Political divide over coronavirus underscored by convention planning
Democrats and Republicans might as well be planning their coronavirus-impacted conventions in entirely different universes.Posted — Updated
Whereas Democrats are moving forward with a cautious approach -- setting their convention back by a month and openly acknowledging that this year's event may need to be virtual -- Republicans are insisting that the pandemic has not changed their plans and are bluntly ruling out the possibility of a virtual event.
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The dramatic differences highlight the political divides that have cleaved open around coronavirus, and mimic what is happening nationally as states controlled by Democrats and Republicans take different approaches to reopening.
Republicans, led by Republican National Committee Chairwoman Ronna McDaniel, have outright denied that any alternatives are being considered for their August convention in Charlotte, North Carolina, claiming the planning is "full steam ahead."
McDaniel told reporters this week that the party "will not be holding a virtual convention."
"I have not heard any concerns yet from our delegates, our state party chairs or national committee members about concerns," McDaniel said. She noted that the party has hired a senior adviser for health and safety planning to help prepare for the convention.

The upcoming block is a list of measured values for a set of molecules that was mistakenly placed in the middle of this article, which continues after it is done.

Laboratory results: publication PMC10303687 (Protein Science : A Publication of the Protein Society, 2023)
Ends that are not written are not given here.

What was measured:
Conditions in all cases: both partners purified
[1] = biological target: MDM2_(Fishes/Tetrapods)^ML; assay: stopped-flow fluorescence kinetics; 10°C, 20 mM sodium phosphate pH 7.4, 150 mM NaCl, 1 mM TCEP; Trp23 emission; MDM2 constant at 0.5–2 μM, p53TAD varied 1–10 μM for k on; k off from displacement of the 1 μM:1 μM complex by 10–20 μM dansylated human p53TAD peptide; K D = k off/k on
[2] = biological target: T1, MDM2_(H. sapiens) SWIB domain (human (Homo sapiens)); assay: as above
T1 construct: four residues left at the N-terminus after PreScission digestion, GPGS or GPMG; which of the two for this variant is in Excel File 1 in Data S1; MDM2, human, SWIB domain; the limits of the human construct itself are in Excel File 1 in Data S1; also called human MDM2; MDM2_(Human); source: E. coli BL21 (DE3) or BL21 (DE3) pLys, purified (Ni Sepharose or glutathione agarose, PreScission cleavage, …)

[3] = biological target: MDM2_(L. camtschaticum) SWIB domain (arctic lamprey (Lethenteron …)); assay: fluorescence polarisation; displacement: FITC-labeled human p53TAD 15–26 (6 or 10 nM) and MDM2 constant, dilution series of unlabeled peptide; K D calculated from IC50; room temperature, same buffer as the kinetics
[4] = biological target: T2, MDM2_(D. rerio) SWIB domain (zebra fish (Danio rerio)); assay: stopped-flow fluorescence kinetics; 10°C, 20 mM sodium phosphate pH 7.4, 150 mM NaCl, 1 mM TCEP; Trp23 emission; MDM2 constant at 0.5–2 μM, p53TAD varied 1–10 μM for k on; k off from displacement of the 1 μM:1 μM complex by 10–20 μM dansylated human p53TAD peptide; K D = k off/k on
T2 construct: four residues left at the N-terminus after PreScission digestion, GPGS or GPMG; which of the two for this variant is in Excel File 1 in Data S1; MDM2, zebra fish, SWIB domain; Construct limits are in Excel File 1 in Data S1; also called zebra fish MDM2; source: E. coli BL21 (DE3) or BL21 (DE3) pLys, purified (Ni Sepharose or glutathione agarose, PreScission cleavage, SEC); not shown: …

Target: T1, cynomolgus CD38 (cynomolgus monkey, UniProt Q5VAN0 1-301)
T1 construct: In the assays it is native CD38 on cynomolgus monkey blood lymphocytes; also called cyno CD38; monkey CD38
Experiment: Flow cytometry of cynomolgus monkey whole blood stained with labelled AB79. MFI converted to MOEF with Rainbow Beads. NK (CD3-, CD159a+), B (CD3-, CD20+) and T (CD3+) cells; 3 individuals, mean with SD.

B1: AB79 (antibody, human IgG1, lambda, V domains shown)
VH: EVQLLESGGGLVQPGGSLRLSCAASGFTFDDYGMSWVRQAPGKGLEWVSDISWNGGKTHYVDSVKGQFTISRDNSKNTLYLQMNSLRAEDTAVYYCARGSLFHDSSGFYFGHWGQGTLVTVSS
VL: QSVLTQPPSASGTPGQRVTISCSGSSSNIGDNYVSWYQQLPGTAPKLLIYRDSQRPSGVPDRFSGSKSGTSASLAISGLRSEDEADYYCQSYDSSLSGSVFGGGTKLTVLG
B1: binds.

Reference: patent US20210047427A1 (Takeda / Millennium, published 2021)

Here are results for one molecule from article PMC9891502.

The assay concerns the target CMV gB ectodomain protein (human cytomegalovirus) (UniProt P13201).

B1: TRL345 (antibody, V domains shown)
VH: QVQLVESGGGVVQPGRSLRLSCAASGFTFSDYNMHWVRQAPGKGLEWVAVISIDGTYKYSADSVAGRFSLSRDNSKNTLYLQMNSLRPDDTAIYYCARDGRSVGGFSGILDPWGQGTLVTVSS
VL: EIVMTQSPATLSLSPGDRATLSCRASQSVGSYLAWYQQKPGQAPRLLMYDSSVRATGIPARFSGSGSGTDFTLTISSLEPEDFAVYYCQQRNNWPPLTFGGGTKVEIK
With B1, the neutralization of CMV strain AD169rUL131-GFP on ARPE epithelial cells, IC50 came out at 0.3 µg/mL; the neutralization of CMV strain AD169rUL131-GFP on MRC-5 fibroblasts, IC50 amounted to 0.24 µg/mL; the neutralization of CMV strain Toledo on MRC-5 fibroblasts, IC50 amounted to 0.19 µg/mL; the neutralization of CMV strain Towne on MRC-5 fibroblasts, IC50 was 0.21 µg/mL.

Democrats, on the other hand, have started to remake their convention plans, moving the four-day event, originally set for July, to August and openly acknowledging that possible wholesale changes could be coming.
"We're not going to put our public health head in the sand, but we're optimistic we can do so because we put it off for five weeks," Democratic National Committee Chair Tom Perez said this month.
The committee's powerful Rules and Bylaws Committee even approved plans this month that allow convention planners to seek alternate voting methods ahead of the gathering, including virtual voting.
Former Vice President Joe Biden, the party's presumptive nominee, has floated the idea of holding the convention virtually for the first time in history, and the Democrats' host committee in Milwaukee cut more than half of its staff.
"We're going to have to do a convention. We may have to do a virtual convention," Biden said last month.
Joe Solmonese, CEO of the Democratic convention, told CNN he has "for a while now felt like this convention planning narrative that you're hearing from both parties is aligning very much with the narrative of the election cycle."
"I think that most people seem to think we have two choices: Either everybody's coming or nobody's coming, and there's a moment in time where we have to flip the switch one way or the other," Solmonese said. "And the fact of the matter is that we're going to fall somewhere along that spectrum."